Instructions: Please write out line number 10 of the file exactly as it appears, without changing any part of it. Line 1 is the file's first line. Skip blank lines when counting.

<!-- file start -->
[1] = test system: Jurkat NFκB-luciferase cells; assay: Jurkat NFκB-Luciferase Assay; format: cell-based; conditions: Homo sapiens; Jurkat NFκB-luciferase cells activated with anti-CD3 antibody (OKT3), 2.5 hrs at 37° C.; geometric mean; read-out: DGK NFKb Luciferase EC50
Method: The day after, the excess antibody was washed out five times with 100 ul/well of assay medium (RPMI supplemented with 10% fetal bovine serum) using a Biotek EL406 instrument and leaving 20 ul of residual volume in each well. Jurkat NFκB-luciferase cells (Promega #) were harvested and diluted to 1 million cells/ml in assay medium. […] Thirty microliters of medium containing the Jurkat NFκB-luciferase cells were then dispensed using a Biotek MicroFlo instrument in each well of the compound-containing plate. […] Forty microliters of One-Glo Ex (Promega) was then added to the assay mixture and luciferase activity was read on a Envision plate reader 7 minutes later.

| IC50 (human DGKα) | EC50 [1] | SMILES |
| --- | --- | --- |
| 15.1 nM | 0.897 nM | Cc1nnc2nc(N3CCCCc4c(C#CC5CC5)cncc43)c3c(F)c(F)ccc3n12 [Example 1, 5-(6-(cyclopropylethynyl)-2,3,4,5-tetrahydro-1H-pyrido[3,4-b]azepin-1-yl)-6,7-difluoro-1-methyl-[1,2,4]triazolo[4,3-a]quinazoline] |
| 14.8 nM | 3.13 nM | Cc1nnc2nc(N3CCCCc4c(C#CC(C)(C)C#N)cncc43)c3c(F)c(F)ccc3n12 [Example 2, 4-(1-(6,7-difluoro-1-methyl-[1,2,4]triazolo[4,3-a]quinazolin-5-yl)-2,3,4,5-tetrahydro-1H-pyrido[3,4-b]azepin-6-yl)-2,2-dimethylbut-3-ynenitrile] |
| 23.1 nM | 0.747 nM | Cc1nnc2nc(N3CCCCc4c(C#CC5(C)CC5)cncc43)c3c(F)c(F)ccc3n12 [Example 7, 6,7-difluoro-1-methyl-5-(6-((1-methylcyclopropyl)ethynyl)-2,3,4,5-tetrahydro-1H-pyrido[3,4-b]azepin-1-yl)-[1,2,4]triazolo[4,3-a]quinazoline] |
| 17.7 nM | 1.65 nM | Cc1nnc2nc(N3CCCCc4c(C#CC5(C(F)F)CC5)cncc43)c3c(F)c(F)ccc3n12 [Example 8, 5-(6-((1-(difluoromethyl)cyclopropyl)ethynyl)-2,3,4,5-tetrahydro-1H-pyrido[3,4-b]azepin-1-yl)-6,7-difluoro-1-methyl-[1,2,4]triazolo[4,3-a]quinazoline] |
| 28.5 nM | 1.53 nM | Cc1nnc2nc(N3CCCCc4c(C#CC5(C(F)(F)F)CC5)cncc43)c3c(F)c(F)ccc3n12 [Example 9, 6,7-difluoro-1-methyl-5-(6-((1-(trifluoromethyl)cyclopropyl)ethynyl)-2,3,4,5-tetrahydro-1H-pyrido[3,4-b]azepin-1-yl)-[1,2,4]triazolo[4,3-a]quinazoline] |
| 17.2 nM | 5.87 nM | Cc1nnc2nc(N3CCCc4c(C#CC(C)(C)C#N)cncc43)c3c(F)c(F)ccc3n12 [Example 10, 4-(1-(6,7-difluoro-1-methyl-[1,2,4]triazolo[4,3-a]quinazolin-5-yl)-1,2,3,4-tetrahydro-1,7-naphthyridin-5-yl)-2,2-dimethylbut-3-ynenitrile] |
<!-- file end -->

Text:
| 17.2 nM | 5.87 nM | Cc1nnc2nc(N3CCCc4c(C#CC(C)(C)C#N)cncc43)c3c(F)c(F)ccc3n12 [Example 10, 4-(1-(6,7-difluoro-1-methyl-[1,2,4]triazolo[4,3-a]quinazolin-5-yl)-1,2,3,4-tetrahydro-1,7-naphthyridin-5-yl)-2,2-dimethylbut-3-ynenitrile] |